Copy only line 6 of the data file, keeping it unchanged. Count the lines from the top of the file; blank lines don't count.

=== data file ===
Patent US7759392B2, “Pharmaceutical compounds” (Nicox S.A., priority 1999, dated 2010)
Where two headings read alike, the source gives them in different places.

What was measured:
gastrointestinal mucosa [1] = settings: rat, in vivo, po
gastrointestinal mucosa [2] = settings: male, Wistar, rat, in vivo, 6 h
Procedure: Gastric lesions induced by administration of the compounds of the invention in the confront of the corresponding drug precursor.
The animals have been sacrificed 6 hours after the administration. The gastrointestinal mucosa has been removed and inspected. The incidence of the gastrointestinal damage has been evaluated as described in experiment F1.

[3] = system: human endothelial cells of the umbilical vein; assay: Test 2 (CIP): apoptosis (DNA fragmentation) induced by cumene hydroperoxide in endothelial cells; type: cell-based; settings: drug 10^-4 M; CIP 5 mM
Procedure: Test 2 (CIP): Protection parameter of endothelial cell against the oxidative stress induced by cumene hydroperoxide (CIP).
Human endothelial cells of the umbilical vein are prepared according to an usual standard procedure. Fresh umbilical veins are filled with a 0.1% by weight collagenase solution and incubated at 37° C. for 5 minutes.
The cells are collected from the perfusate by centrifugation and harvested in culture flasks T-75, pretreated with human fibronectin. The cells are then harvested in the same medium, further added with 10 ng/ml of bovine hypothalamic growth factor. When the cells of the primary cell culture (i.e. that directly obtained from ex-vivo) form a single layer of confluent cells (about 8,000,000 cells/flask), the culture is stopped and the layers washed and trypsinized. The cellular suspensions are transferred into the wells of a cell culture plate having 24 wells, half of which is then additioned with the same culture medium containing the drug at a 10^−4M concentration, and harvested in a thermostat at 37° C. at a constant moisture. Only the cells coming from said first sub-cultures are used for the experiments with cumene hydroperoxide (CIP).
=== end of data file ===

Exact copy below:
Procedure: Gastric lesions induced by administration of the compounds of the invention in the confront of the corresponding drug precursor.